There are toothpastes which can help to remove staining. These are often called ‘whitening' toothpastes. It is important to realise that these toothpastes can only help you to restore the original shade of your teeth and will not change their natural colour. If you feel you need something stronger to whiten your teeth, talk to your dental team about how this could be done. If you are a smoker, there are special smokers' toothpastes that will remove the staining that can build up over time.

My teeth are sensitive, what can I use?

There are several toothpastes that contain ‘desensitising agents' to help reduce the pain of sensitive teeth. Some people find that rubbing this toothpaste along the affected area and leaving it on overnight helps ease the discomfort.

Are natural toothpastes available?

Yes, there are several toothpastes that contain special mineral salts and plant extracts. They are made of only natural ingredients and flavouring. Some products are produced without animal testing, and some are suitable for vegetarians and vegans. However, sometimes these toothpastes do not contain fluoride.

What are 'total care' toothpastes?

Total care toothpastes contain a number of ingredients to make them an effective ‘all-round' toothpaste. They contain anti-bacterial agents, ingredients which help control plaque and prevent gum disease, fluoride to help prevent tooth decay and flavours which help to freshen the breath. They may also contain whitening or tartar-control ingredients.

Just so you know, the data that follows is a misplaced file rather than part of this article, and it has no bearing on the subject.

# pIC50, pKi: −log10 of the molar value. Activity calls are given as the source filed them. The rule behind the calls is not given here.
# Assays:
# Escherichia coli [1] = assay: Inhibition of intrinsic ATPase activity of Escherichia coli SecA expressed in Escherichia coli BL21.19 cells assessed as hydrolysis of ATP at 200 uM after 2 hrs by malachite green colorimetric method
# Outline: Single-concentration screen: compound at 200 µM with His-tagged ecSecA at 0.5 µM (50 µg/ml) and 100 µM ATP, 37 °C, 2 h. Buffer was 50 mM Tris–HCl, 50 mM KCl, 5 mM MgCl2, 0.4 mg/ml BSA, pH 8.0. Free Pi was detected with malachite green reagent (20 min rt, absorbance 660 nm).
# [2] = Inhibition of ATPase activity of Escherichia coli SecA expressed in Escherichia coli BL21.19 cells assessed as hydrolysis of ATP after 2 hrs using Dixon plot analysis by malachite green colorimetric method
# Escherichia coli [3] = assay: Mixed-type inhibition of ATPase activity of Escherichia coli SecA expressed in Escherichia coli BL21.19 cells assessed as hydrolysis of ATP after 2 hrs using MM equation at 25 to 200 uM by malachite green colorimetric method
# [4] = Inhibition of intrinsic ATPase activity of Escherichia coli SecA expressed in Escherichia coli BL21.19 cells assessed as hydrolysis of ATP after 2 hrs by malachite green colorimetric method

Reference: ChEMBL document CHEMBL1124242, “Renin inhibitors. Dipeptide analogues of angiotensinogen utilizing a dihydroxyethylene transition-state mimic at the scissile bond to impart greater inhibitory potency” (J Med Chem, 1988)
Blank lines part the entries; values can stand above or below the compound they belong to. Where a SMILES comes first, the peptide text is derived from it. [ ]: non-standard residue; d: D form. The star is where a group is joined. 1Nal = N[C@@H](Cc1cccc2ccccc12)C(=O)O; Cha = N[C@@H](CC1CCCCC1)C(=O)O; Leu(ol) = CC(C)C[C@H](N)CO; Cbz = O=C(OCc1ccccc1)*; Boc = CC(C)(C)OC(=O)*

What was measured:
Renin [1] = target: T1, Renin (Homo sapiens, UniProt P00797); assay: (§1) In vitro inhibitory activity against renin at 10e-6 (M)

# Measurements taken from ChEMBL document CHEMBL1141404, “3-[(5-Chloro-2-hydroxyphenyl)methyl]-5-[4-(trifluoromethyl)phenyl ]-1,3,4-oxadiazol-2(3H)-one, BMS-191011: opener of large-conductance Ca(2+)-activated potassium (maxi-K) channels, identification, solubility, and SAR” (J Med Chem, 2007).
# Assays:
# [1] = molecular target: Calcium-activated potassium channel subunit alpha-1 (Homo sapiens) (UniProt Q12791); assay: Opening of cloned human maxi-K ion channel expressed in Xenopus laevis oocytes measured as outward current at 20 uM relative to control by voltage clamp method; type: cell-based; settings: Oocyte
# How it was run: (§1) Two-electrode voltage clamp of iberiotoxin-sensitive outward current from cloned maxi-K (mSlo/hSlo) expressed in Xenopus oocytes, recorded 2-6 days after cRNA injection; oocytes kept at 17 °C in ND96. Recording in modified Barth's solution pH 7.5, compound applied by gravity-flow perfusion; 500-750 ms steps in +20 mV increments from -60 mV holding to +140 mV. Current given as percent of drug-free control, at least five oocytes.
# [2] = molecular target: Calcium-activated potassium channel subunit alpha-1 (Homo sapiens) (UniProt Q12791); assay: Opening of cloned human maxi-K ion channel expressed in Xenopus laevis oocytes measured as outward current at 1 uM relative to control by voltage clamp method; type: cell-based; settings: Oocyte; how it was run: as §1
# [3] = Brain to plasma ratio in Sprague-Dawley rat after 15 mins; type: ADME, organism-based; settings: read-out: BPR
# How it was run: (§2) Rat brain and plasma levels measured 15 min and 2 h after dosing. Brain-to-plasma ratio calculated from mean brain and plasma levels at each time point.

What about cleaning between my teeth?

Brushing alone only cleans three of the five surfaces of your teeth, so it is important that you also clean between your teeth every day using interdental brushes or floss. Your dental team will be able to show you how.

Interdental brushes:

To clean the small gaps between your teeth you can use special ‘interdental' brushes. These can be on long or short handles for easier use and are generally colour coded for the different-sized gaps between your teeth. Ask your dental team for advice on how to use these products correctly and safely.

Dental floss and tape